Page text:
Guest post by Lance Rubin
If your finance department is going to operate effectively, it needs the right blend of three elements: people, process, and technology. Having each of these elements present in your function is easy enough, but getting the balance right is another thing entirely.
Taking a tech-first approach is, in almost all cases, a bad idea. Technology is never a driving factor – leading with tech is like offering up an answer without really knowing what the question is. But scrutinising the state of your current technology can tell you a lot about your people and processes, which is where the true balance comes in.
Process over people
Budgeting and Forecasting is highly process driven, and as FDs and CFOs, we would all like to spend less time on the process and more time analyzing data and making better and more insightful decisions.
To handle our process-driven planning, we use Enterprise Performance Management Suites (EPM/CPM). These solutions collect and validate data across the entire enterprise with the goal of streamlining information across the entire organisation.
These tools so powerful due to their “Core” architecture – a centralised database that stores large amounts of data, so that information can be leveraged across the organisation.
Naturally, a lot of work needs to go into creating both access controls and pre-defined workflow rules, but you end up with something very robust. It allows you maintain centralised control, while allowing people across the organisation to access their own lanes of data.
People over process
Strategic Planning, Investment/Acquisition Screening and other forms of Corporate Development (growth initiatives) are driven by people, not process. In these cases, anyone can create a financial model and share it with others when it’s ready. Users can then offer their own perspectives on that plan, such as amending the logic or the assumptions.
This is the best approach for team-based planning, or business partnering. Finance professionals can work with their non-finance teams to steer the success of that department based on rigorous and relevant financial data.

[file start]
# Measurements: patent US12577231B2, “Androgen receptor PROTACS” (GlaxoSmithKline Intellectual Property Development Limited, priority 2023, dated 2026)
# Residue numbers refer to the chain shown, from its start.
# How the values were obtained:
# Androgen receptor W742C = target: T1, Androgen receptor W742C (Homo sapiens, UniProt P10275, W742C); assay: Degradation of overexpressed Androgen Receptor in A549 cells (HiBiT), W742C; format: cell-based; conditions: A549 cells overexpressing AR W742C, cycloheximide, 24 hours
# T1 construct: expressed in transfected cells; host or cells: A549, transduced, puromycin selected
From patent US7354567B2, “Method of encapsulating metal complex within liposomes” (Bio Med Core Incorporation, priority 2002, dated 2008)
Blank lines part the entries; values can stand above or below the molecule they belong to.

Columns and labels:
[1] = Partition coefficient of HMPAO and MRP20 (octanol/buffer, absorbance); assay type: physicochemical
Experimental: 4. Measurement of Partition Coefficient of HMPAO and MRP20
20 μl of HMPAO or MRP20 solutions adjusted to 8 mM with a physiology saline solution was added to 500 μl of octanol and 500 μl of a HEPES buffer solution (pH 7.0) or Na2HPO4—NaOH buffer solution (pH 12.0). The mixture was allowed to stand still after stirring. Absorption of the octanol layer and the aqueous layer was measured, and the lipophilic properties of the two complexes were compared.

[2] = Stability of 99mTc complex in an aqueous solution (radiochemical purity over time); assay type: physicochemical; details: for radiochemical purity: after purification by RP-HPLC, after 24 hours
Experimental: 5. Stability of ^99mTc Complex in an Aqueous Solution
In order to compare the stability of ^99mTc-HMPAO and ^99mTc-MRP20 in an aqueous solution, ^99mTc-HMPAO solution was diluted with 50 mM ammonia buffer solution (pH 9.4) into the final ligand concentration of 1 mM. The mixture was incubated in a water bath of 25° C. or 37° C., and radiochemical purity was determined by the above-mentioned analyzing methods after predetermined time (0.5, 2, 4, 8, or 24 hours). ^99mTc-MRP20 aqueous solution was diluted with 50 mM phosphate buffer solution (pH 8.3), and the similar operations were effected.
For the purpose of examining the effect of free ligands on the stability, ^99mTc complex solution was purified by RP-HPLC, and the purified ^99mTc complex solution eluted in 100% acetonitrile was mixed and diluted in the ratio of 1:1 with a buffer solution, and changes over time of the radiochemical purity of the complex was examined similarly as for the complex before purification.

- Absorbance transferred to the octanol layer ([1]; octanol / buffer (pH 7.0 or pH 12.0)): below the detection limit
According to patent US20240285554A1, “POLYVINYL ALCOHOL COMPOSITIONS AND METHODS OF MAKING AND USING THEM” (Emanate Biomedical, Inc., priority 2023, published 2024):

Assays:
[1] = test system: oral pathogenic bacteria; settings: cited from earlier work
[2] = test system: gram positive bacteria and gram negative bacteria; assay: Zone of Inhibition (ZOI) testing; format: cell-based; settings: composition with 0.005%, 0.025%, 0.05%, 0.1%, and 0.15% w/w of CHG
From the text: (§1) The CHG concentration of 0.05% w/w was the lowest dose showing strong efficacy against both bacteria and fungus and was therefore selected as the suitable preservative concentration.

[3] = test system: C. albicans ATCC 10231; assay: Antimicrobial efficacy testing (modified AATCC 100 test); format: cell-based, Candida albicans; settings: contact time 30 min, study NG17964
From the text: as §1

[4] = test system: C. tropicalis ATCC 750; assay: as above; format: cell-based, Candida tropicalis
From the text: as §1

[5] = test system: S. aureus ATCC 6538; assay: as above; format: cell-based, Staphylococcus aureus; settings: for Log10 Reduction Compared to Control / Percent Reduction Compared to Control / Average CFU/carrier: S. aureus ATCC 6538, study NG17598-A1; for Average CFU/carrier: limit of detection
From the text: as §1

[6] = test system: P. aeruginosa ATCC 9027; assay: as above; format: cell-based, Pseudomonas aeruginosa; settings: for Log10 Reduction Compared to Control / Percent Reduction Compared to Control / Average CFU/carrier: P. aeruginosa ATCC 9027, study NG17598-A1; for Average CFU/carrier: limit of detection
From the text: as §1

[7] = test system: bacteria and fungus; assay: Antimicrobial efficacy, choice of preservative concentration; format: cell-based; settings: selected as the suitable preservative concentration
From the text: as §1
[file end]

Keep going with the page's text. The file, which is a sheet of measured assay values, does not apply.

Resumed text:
It’s all about agile planning, based on ‘Edge’ architecture – great for experimentation in situations where much of what is evaluated has a very short shelf-life. In that case, why would you need to centralise data? Only the plans that offer the most value make their way to the core. Everything else is play and experimentation.
Edge architecture typically leverages a distributed database; a collection of one or more databases that operate independently of one another, but exchange messages between each other in a network relationship.
The ideal balance: Integrated Business Planning
Integrated Business Planning is not about people or process. It’s tactical planning (process over people) and agile planning (people over process) working in harmony.
People think this somehow creates an integration challenge, but in reality, the integration points remain pretty constant over time. This is because Edge architecture only requires aggregate data from the Core architecture, which rarely changes. The real strategy gap occurs when companies try to address Edge questions using Core solutions, or vice versa.
For sure, data mapping and metadata alignment can be improved if vendors adopted shared APIs, common languages or other collaborative approaches, but this should not be a reason to hold off on adopting a dual Core and Edge toolset.
This flexible dual architecture is the future. New generations of employees will need more connectivity and integration of all systems through the use of open API technology. We use APIs on a daily basis, through various apps and subscriptions. I expect we’ll see a similar connectivity within financial technology and processes.
Furthermore, the new wave of employees will embrace working with agile frameworks. This is the future of financial modeling, with greater collaboration and real time results.